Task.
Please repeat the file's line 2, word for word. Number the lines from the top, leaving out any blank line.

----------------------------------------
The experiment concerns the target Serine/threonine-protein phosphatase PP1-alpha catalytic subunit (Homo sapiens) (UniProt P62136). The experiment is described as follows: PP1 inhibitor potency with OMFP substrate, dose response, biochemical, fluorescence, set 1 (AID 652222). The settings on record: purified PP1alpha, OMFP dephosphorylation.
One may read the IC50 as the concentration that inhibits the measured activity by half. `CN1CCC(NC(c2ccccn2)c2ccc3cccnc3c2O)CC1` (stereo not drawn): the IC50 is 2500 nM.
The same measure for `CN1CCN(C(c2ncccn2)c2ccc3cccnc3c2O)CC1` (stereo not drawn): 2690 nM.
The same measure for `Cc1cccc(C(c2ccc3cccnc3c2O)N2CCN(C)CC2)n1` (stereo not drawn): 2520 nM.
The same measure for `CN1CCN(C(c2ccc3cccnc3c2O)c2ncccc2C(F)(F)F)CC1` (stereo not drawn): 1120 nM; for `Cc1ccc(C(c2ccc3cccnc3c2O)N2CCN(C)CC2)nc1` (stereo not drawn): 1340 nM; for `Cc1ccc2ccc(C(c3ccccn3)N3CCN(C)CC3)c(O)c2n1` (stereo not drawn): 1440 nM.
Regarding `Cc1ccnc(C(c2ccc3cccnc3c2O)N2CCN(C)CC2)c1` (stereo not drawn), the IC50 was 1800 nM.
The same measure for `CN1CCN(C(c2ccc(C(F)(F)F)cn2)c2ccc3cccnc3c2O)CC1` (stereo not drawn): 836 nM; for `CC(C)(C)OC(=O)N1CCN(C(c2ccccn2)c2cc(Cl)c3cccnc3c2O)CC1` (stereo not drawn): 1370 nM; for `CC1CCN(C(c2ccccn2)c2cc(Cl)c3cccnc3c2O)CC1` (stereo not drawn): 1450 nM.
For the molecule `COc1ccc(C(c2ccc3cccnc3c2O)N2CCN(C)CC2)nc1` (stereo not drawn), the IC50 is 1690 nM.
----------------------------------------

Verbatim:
One may read the IC50 as the concentration that inhibits the measured activity by half. `CN1CCC(NC(c2ccccn2)c2ccc3cccnc3c2O)CC1` (stereo not drawn): the IC50 is 2500 nM.